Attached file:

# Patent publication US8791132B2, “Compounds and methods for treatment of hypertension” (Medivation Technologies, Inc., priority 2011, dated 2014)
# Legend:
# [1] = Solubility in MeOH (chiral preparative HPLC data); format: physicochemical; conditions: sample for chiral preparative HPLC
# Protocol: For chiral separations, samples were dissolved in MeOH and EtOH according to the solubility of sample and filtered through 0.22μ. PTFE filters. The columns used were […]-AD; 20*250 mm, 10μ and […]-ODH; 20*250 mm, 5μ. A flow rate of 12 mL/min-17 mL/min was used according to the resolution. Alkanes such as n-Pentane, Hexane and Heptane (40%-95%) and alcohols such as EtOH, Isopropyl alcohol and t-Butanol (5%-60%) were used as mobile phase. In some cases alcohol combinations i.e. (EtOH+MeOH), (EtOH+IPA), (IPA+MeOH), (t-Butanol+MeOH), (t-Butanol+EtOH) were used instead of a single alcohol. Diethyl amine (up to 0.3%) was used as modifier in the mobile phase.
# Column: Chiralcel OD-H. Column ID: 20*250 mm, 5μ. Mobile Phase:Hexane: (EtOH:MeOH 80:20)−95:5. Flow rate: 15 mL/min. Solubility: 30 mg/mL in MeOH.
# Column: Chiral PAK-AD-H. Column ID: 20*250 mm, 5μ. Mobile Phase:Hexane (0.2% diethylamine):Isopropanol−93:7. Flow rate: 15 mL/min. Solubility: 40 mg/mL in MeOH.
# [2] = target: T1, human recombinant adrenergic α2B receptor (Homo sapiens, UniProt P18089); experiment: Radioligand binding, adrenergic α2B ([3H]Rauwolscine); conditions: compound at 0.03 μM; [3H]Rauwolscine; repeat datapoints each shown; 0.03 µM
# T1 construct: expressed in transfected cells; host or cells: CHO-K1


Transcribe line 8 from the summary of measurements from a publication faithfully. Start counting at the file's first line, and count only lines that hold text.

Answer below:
# T1 construct: expressed in transfected cells; host or cells: CHO-K1